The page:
Cass County Animal Control sees increase in save rate, adoptions amid COVID-19

CASSOPOLIS — Though the COVID-19 pandemic has hindered many, it is helping Cass County animals find new homes — saving their lives in the process.

The Cass County Animal Control recently reported its current save rate is 94.3 percent, up from 85.7 percent in 2019 and 40.9 percent in 2018. A 90 percent save rate gives a shelter “no-kill” status, which means animals are either returned to owners, transferred to other shelters and rescue organizations, or adopted. Euthanasia is used only when an animal is suffering from a medical or behavioral condition that is irreparable.

According to Cass County Animal Control Director Ronald Butts, an increase in animal transfer partners has helped the shelter place more animals. The shelter currently has 19 transfer partners.

“For a municipal shelter in this area, that’s huge,” Butts said. “When the shutdown started, we were getting email inquiries about the pets in our shelter. Pets have become bonafide family members. With our programs and expanding transfer partners, we’re working with these different groups and we’ve been able to increase our save rate.”

Butts is proud of the save rate but also knows that the shelter must be prepared to deal with animals that are a danger to the community if necessary.

“One of our primary tasks is to protect the public,” Butts said. If an animal has extreme behavior that isn’t correctable, we have to step in. We have to look out for the community. With the partnerships we have in place, hopefully, we can avoid those scenarios. We don’t have to have that problem.”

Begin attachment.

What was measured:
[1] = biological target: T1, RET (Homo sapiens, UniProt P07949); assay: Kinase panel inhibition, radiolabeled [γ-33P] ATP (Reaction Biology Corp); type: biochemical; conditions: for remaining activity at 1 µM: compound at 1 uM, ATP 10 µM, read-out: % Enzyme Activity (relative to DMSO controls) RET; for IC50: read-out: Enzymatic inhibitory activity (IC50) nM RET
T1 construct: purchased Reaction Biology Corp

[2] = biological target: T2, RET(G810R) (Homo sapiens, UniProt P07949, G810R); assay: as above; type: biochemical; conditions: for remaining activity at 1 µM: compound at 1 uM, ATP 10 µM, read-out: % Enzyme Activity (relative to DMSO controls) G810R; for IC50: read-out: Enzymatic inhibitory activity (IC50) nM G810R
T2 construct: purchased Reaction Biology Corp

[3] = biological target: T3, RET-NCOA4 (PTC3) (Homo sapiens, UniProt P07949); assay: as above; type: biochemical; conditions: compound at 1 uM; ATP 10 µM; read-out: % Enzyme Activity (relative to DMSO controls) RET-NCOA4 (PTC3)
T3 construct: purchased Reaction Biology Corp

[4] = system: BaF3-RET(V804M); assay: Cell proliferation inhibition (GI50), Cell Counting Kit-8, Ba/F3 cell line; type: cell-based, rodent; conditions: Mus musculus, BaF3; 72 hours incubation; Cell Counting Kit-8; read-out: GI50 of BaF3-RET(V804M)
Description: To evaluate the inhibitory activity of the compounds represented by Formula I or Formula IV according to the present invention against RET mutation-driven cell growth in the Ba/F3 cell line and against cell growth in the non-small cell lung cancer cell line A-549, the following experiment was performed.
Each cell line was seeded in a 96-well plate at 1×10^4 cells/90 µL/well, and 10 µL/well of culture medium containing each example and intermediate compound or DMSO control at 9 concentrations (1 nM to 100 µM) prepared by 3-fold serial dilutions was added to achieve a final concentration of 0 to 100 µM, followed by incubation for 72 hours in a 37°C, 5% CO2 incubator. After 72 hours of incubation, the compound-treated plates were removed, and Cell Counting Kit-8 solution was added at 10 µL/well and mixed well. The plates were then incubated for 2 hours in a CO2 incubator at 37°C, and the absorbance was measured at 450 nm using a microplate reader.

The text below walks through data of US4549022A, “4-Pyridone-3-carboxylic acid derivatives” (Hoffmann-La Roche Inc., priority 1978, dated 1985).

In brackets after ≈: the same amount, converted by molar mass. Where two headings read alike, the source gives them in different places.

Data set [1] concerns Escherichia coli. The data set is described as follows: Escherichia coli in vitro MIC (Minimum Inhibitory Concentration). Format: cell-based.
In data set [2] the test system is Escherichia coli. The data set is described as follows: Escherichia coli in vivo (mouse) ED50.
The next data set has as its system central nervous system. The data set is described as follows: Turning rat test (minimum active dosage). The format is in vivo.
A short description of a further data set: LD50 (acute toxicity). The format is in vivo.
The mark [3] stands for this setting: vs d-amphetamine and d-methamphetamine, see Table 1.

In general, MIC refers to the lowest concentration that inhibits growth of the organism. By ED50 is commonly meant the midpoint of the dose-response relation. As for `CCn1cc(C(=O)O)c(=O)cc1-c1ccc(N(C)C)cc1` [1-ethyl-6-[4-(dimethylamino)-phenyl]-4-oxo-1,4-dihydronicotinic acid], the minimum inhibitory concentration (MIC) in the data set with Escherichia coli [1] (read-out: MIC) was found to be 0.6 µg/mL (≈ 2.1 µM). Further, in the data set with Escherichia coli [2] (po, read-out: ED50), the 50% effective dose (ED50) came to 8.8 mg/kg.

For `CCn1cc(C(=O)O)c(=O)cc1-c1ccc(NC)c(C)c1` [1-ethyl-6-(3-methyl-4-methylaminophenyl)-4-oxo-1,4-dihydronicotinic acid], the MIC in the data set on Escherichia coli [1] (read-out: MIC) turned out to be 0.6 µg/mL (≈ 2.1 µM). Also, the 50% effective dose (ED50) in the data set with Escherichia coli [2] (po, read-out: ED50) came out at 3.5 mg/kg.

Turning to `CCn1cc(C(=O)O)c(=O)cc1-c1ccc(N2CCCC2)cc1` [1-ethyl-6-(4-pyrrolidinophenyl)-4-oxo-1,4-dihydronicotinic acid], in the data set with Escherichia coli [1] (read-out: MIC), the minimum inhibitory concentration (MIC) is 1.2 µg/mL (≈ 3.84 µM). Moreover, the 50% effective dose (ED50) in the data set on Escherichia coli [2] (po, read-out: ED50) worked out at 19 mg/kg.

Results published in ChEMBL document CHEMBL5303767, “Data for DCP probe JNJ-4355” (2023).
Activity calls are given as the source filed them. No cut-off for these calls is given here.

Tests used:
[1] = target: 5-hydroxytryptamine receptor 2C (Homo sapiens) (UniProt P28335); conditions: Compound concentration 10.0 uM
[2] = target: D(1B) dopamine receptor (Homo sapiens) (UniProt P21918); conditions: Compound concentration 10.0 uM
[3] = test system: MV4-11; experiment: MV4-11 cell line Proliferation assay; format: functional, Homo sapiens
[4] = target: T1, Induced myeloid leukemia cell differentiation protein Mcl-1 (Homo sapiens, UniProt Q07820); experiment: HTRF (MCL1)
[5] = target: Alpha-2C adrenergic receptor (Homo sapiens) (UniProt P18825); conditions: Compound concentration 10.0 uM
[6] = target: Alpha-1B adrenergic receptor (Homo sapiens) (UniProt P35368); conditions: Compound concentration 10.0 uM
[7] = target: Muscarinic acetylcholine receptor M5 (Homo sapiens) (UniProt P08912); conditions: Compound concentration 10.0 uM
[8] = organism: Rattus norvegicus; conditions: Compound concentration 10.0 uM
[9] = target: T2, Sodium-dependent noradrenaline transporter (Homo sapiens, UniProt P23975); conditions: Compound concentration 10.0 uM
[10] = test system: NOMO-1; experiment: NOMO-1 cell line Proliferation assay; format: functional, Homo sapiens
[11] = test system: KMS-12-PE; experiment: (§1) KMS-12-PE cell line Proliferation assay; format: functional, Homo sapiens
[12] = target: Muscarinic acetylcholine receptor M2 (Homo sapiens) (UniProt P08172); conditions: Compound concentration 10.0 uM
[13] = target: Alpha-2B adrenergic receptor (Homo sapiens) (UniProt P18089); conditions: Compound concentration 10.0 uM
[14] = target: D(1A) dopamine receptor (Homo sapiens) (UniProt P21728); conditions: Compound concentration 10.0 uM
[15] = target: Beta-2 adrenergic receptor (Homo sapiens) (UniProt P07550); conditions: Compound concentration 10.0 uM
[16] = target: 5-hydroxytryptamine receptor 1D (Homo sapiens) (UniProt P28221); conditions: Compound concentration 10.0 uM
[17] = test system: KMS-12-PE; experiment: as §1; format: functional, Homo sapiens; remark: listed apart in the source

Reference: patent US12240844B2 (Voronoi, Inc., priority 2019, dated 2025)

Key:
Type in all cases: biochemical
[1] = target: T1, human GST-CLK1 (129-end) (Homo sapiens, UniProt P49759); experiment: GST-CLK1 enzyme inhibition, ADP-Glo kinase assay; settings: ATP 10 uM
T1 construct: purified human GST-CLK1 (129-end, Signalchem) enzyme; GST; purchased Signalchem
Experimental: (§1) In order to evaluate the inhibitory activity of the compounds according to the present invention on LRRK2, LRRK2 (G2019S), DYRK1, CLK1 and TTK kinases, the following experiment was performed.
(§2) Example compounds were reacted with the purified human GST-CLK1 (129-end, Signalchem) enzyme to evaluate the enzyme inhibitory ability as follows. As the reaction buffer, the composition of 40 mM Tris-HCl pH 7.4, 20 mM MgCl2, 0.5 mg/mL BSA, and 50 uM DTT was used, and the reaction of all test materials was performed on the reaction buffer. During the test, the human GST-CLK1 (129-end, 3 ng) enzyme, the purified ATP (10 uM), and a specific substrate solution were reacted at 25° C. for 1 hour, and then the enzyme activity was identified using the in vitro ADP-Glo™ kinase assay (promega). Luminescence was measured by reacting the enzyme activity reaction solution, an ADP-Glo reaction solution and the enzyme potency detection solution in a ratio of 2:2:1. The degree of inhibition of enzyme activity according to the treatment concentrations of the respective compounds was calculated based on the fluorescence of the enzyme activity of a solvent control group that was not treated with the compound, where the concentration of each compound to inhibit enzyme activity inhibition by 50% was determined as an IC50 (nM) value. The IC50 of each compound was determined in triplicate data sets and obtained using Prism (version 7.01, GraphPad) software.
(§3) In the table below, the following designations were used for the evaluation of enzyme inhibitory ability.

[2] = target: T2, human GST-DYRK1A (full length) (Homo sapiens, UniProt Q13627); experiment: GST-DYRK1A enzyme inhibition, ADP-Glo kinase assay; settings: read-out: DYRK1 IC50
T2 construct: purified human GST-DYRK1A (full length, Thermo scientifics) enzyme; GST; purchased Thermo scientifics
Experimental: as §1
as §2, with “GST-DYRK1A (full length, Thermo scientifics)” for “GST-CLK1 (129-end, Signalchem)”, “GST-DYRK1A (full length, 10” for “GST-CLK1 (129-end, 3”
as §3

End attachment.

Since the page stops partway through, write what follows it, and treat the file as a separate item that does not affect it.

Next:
Pet adoptions — a key factor in Cass County Animal Control’s high save rate — have increased this year.

“We have seen an uptick,” Butts said. “We only have a few pets for selection right now. Residents that are staying home have more time to dedicate toward raising a pet. The community has come together and has offered to help us out with supplies and adoptions. That’s been a great surprise.”

Though the COVID-19 pandemic initially closed the inside of the shelter to the public, curbside adoption service began during the first week of May. The shelter scheduled the curbside appointments in 60-minute blocks, with a tent set up with social distancing practices in place. Prospective owners would wait at the tent and the pet was brought out to them, which allowed them to make the decision.

During the first week of curbside adoptions, the shelter placed 21 animals.

“Individuals could go outside and still be following the Stay at Home order,” Butts said. “We thought to ourselves, ‘Why can’t we do something like curbside adoptions?’ So we put together a plan, and the first week of May started curbside adoptions. The pandemic has given us more of a chance to think outside the box.”

Now, the shelter has reopened to the public, and Butts hopes to see the trends of adoptions and increased save rates continue.

Animal control currently operates from 11 a.m. to 5 p.m. from Monday to Friday.

“We’re trying to keep things status quo,” Butts said. “We’ve shortened hours to accommodate cleaning. We’re more than happy to schedule appointments.”

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